Biotechnology and pharmaceutical firms invest billions of dollars in R&D, primarily in new drug discovery. Nonetheless, the industry is facing declining returns on R&D investments. Failure to discontinue less-promising new drug discovery projects is a key driver of this decreased productivity. Hence, firms are scrambling to restructure the new drug discovery process to improve decision-making and to limit the attrition rate to the early stages of drug discovery. Drawing on insights from the exploration–exploitation literature, our study addresses this timing problem by using a formal model and empirically testing its implications on how the time to discontinuation of new drug discovery projects are impacted by project- and firm-specific characteristics, so that a firm's resources can be promptly redeployed to more fruitful endeavors. Our findings, based on an analysis of 1274 early-stage drug discovery projects worldwide, suggest that the time to discontinuation of early-stage drug discovery projects requires careful consideration of these project- and firm-specific characteristics. These findings hold important implications for the industry, which is undergoing tremendous stress and transformation. The results also contribute to the exploration–exploitation literature by modeling and testing the time-allocation decision between exploratory and exploitative activities.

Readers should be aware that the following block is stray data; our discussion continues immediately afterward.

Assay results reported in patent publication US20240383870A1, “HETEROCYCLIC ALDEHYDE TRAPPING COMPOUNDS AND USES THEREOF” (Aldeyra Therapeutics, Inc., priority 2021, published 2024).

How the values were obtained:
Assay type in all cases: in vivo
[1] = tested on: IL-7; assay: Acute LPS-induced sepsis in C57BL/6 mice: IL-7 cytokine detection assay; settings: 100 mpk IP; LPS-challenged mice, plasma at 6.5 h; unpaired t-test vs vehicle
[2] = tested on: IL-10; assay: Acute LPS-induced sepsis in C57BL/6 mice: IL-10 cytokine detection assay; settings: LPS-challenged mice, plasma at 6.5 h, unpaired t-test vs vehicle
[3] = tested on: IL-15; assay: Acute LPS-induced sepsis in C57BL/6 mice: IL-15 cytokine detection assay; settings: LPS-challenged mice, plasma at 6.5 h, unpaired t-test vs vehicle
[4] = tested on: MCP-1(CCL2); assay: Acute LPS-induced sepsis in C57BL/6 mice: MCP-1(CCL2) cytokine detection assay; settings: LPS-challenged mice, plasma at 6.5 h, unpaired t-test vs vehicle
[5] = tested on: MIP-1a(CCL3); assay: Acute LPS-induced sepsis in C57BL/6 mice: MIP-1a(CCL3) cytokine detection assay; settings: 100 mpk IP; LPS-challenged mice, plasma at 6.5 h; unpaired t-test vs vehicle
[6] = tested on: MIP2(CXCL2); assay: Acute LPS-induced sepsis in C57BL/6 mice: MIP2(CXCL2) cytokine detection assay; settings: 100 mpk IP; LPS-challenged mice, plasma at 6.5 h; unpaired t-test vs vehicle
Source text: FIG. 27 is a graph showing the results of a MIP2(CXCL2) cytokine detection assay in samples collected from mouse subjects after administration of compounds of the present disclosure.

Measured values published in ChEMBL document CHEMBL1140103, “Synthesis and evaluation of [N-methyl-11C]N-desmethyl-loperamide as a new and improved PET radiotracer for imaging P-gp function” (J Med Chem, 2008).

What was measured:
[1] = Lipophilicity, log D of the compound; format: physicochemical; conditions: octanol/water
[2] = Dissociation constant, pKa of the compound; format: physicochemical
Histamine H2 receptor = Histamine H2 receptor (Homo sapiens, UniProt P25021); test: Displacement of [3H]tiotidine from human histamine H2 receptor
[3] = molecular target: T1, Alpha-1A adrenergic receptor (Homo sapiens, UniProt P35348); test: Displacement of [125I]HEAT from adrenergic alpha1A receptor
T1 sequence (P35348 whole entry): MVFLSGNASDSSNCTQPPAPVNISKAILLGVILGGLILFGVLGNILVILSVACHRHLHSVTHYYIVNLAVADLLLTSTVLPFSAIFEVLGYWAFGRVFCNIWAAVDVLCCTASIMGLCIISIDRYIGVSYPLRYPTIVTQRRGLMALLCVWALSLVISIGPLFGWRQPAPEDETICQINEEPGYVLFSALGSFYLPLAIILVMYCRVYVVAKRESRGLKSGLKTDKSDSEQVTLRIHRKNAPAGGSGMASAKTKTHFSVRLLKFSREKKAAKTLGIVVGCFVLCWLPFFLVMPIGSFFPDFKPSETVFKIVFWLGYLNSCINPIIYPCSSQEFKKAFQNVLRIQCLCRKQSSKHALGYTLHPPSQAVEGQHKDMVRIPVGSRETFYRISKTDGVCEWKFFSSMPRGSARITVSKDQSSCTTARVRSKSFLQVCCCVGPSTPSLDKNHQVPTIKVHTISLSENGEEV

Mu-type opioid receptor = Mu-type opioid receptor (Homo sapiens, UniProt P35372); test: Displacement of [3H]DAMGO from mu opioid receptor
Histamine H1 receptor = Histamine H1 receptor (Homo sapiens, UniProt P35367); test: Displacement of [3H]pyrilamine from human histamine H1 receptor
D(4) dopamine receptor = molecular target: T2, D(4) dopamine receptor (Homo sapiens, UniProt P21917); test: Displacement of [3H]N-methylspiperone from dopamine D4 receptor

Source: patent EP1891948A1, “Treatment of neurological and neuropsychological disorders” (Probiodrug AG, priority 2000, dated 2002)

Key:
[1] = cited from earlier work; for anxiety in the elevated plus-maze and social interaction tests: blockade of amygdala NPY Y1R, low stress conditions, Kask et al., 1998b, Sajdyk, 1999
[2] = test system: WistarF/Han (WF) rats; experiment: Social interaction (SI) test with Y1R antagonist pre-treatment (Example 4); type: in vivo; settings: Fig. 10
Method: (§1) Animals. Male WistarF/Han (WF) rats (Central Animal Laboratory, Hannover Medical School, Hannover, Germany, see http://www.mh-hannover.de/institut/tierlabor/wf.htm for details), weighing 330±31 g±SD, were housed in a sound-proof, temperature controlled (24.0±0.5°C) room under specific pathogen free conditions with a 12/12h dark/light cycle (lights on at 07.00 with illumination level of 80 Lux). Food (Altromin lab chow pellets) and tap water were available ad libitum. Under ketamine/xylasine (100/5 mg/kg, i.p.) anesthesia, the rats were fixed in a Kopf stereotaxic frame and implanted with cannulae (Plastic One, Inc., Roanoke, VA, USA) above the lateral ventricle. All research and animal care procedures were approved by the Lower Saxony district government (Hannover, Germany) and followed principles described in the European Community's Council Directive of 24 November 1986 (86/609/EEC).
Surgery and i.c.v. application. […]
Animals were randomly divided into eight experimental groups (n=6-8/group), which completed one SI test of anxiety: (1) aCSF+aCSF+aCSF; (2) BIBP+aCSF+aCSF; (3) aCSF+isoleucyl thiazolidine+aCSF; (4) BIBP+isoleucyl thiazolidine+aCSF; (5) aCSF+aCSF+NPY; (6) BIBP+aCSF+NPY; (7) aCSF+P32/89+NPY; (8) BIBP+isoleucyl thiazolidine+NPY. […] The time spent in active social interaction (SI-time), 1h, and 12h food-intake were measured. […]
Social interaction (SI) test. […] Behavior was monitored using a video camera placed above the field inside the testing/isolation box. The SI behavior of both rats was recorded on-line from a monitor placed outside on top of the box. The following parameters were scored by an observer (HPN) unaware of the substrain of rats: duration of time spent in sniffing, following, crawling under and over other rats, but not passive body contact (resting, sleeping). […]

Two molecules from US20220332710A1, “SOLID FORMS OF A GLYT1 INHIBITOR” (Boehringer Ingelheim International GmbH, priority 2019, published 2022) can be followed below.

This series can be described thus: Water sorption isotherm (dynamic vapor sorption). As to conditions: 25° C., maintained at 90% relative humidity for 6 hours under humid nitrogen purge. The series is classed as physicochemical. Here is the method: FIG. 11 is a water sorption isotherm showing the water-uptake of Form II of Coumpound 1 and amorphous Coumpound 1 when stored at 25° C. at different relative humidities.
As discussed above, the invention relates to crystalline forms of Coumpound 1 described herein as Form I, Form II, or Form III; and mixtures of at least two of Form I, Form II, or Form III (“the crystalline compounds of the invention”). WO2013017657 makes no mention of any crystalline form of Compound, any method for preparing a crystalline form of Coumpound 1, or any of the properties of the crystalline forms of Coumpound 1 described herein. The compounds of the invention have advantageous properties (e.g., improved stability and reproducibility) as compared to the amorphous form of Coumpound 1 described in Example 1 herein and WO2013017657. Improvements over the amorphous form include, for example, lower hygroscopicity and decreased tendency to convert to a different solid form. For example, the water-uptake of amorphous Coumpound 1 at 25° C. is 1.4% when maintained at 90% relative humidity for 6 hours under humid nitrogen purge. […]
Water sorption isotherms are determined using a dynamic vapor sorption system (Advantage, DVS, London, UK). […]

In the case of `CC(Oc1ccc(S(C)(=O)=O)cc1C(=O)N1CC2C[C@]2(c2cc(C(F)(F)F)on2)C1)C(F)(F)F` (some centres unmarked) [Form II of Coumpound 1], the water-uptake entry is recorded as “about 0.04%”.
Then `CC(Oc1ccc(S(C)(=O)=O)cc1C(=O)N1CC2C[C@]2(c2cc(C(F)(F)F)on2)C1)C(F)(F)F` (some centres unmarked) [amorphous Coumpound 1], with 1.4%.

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Production and Operations Management

Subramanian, A.M. (Annapoornima M.), Lévesque, M., & van de Vrande, V. (2020). “Pulling the Plug:” Time Allocation between Drug Discovery and Development Projects. Production and Operations Management. doi:10.1111/poms.13255